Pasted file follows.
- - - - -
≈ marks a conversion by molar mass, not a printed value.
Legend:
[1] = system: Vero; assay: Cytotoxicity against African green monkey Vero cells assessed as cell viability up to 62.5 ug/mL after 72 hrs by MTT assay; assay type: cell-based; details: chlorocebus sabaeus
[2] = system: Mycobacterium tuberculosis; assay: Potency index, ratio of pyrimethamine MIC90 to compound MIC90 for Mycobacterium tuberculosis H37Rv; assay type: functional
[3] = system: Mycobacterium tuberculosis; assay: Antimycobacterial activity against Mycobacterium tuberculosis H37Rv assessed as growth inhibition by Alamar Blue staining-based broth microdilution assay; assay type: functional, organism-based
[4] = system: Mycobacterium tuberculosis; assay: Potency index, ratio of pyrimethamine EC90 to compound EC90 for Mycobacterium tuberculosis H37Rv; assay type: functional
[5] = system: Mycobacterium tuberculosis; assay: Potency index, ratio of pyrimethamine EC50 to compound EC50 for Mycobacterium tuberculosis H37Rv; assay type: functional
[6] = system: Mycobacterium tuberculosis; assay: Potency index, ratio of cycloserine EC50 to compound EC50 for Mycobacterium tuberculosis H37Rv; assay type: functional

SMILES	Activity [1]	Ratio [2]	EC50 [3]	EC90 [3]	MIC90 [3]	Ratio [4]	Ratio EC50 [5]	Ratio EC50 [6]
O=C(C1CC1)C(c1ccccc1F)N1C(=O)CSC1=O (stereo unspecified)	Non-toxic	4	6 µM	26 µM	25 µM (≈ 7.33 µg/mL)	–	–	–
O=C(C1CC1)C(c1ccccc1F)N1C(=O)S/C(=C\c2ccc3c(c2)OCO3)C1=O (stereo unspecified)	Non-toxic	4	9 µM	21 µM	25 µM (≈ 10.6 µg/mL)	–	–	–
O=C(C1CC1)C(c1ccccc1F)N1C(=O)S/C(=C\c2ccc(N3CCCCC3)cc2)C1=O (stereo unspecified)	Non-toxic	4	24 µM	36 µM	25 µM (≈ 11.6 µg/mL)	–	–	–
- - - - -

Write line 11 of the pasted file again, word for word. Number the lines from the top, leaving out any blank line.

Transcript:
O=C(C1CC1)C(c1ccccc1F)N1C(=O)S/C(=C\c2ccc3c(c2)OCO3)C1=O (stereo unspecified)	Non-toxic	4	9 µM	21 µM	25 µM (≈ 10.6 µg/mL)	–	–	–